One of my favorite columns of the summer is Beloit College’s annual The Mindset List, which reflects “the world view of entering first year [college] students.” The list for the class of 2015 notes “Members of this year’s freshman class, most of them born in 1993, are the first generation to grow up taking the word ‘online’ for granted and for whom crossing the digital divide has redefined research, original sources and access to information, changing the central experiences and methods in their lives.”
The list for the class of 2017 (this year’s list) calls incoming first year students “digital natives” and further notes “The use of smart phones in class may indicate they are reading the assignment they should have read last night, or they may be recording every minute of their college experience… or they may be texting the person next to them.”
Thoughts like this should make clear why there are so many discussion forums and LinkedIn groups about teaching in the digital age. It’s brought about terms like cyberplagiarism, gamification, and MOOCs (Massive Open Online Courses) (and a slew of other acronyms). It’s also why educators/authors have started penning books like Elizabeth Losh’s The War on Learning: Gaining Ground in the Digital University.
Losh is the director of the Culture, Art, and Technology Program at Sixth College at the University of California, San Diego, and teaches classes like Digital Poetics. In The War on Learning, Losh examines different technologies—from email to YouTube to smart phones to virtual realities—along with some cultural phenomena (including reality television) and specifically looks at how colleges, universities, and individuals have used these things successfully and where they have failed. And while Losh may dislike the term digital native used in Beloit’s Mind List for 2017, the differences in technological aptitude play an important part not only in the success/failure ratio but also in the war itself.
Early on Losh explains the “war” aspect of the title: “This book explores the assumption that digital media deeply divide students and teachers and that a once covert war between ‘us’ and ‘them’ has turned into an open battle between ‘our’ technologies and ‘their’ technologies.” Faculty are armed with “course management systems, online quizzes, wireless clickers, Internet access to PowerPoint slides and podcasts, and plagiarism detection software.” Students have their weapons of choice, too: smart phones, social media sites, laptops, and MP3 players.
And like most wars, this one has an element of senselessness. Losh contends that both sides “appear to be conducting an incredibly destructive war on learning itself by emphasizing competition and conflict rather than cooperation.”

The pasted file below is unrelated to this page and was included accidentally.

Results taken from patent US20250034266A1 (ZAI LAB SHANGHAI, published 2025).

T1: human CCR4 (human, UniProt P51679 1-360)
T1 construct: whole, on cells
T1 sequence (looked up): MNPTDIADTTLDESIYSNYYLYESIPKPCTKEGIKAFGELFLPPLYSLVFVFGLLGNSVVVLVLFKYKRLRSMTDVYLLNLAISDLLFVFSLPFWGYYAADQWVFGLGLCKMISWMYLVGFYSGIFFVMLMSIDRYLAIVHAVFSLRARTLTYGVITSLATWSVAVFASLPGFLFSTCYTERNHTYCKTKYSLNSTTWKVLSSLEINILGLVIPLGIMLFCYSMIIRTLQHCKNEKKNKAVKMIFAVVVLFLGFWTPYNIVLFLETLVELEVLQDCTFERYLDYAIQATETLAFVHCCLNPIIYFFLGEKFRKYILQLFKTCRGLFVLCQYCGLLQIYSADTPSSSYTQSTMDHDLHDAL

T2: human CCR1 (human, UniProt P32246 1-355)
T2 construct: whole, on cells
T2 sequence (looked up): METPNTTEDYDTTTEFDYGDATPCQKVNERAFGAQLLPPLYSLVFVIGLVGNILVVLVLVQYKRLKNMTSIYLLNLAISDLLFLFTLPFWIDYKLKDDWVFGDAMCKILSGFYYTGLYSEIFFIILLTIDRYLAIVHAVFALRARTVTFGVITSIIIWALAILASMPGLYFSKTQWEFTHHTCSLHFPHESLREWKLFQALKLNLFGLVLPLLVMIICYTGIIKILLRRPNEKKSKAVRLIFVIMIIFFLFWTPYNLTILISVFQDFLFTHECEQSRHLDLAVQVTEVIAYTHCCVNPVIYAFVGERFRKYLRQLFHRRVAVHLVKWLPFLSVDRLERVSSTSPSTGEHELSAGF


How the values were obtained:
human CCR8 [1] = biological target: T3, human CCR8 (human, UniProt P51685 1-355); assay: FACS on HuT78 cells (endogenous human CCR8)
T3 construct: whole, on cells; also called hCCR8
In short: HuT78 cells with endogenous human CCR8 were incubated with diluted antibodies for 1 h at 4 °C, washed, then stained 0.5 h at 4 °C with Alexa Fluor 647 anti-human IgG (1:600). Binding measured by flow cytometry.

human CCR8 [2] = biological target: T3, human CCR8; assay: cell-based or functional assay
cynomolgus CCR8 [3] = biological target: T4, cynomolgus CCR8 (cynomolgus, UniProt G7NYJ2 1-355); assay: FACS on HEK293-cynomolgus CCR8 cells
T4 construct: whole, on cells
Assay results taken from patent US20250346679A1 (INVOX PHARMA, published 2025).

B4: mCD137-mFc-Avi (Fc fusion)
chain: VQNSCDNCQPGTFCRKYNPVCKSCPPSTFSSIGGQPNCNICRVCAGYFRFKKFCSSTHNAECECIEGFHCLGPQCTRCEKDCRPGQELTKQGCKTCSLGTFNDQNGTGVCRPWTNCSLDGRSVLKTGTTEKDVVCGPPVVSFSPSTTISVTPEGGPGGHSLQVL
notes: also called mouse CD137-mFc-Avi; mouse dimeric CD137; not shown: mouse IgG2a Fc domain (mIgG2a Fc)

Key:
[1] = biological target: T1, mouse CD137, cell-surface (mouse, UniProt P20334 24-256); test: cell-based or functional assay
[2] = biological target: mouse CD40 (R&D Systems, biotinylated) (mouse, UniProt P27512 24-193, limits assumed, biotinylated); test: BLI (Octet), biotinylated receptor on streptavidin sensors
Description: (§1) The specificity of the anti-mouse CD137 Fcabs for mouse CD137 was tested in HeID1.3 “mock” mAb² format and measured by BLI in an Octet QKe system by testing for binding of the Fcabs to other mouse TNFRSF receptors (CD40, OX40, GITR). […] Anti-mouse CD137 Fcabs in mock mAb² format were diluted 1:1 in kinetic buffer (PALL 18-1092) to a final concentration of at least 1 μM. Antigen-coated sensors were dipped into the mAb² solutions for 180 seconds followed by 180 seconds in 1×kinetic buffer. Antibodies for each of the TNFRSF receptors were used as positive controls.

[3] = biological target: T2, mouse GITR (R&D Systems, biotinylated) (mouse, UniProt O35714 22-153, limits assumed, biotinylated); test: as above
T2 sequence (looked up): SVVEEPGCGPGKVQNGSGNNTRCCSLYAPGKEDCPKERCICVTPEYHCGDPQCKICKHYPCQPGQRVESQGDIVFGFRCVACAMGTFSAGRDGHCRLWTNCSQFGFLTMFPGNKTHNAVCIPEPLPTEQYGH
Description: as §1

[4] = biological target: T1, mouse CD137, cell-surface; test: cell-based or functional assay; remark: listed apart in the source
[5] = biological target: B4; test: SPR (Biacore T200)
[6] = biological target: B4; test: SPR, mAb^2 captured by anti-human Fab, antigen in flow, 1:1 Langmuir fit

If this isn’t enough, colleges also seem to be under attack from the general public, which questions whether a college education is still necessary in today’s job market, and which voices concerns about rising tuition costs and “rapidly changing career paths.” And we haven’t even gotten to the tenure debate.
To be truthful, it seems like there’s enough about the “war” to fill an entire book, but Losh (primarily) moves on to other subjects by the third chapter. Here (and in later chapters), she looks at numerous examples, including some from her own classes such as having students Tweet during a lecture, her use of podcasts in a creative writing class, and holding class in Second Life.
Other examples, or mini cases, include an examination of Ted Talks, a look at Tim Gunn’s (of Project Runway fame) podcast series, and a feminist examination of MOOCs. She notes the search results of Googling “angry professor” and adds to the acronym base by using terms like DOCC (Distributed Open Collaborative Courses).
Losh includes stories from professors who don’t think college students should be able to access the internet during class and from those who are creating programs to help faculty members make better videos and podcasts. She also cautions against using a technology simply because it’s new and reminds us that things like email, moveable chairs, and white boards were once “new” technologies.
Losh is careful to present multiple points of view and quotes numerous studies and experts. Some of the information, such as the discussion related to Turnitin (plagiarism detection software), may seem familiar, but overall the result is a thoughtful (and relatively dense) examination of college education in the digital era. While much can and should be taken from this, Losh pulls everything together and closes the book with six suggested rules; some of which may be easier to follow than others.
Of particular note is the idea that “one of the realities of being a faculty member in the contemporary world is that one never stops being a student.” As previously mentioned, Losh includes numerous examples of how faculty, programs, and institutions are using digital technologies. Granted, many of the digital activities, assignments, and pedagogical strategies didn’t (at best) go as planned and (at worst) were dismal failures, but still it seems like the most certain way to fail is to change nothing at all and to pretend that colleges exist in some type of a pre-internet bubble.